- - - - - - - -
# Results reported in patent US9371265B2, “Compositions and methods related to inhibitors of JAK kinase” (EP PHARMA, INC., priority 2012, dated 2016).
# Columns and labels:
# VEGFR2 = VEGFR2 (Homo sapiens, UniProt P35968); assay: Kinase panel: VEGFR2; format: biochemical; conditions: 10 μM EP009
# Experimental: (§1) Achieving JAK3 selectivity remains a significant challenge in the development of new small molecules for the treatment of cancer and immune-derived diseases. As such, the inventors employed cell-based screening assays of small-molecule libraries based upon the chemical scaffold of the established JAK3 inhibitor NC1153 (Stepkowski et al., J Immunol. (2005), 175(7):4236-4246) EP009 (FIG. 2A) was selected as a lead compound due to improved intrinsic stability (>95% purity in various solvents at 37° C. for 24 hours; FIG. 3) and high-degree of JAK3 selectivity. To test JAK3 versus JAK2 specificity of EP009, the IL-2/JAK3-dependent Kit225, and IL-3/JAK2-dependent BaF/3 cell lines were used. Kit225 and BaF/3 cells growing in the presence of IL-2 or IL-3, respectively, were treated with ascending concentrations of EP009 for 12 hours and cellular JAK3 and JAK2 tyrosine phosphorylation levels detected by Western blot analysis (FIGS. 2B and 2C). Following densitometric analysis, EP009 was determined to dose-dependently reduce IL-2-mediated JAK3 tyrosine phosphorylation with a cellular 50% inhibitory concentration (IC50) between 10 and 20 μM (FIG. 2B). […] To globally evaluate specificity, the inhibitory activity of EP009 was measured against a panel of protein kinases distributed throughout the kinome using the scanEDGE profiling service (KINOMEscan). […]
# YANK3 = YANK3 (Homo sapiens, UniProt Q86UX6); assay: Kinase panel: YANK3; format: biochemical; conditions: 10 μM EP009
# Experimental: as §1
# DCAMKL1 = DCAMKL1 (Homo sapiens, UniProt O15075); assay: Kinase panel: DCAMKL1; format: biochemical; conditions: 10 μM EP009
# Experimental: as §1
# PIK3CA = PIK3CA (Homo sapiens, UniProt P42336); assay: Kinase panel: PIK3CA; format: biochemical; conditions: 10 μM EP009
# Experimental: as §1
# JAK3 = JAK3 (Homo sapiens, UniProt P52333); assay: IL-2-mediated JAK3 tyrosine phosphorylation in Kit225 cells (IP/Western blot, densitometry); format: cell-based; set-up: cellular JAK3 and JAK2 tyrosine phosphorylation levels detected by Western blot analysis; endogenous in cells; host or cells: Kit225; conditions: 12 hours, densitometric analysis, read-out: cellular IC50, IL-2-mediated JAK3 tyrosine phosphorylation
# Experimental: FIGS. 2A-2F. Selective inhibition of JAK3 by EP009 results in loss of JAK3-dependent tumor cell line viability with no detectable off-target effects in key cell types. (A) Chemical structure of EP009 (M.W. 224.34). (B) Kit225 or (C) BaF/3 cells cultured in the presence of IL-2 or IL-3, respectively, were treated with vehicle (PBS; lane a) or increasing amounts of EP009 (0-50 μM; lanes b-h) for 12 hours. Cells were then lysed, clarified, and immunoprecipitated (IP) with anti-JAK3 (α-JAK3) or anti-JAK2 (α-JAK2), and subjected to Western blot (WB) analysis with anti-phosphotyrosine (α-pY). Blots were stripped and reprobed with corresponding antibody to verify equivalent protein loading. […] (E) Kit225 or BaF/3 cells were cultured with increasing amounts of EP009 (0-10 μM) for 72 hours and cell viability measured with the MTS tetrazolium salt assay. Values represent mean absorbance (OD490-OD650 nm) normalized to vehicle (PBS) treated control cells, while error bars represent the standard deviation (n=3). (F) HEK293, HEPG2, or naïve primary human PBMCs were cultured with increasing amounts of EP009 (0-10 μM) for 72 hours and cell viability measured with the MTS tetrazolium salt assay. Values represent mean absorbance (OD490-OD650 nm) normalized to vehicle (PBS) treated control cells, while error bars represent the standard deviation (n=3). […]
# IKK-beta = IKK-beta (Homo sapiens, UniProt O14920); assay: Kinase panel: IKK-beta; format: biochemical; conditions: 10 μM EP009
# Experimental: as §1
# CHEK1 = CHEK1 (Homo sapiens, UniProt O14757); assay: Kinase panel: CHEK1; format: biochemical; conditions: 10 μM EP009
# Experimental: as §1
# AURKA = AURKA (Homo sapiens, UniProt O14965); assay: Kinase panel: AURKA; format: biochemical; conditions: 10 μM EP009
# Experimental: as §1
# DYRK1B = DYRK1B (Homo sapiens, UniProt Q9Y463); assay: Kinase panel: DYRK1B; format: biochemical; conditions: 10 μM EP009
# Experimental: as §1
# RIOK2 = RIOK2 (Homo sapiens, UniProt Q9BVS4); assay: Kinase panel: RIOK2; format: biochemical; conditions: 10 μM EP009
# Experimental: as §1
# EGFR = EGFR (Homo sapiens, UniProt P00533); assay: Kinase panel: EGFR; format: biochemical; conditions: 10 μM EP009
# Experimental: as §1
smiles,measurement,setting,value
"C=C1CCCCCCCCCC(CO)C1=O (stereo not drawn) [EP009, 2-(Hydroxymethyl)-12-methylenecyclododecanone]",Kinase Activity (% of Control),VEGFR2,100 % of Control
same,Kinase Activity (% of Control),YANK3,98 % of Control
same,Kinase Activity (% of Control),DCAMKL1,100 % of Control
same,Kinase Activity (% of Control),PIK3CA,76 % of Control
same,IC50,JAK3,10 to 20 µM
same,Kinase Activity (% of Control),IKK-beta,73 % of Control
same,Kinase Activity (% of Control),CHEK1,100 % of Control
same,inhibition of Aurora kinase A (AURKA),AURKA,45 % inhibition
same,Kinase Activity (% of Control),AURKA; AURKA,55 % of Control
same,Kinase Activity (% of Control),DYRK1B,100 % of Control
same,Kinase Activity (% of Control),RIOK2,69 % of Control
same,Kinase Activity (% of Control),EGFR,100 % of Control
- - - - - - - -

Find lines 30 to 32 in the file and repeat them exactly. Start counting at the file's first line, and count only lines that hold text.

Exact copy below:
same,IC50,JAK3,10 to 20 µM
same,Kinase Activity (% of Control),IKK-beta,73 % of Control
same,Kinase Activity (% of Control),CHEK1,100 % of Control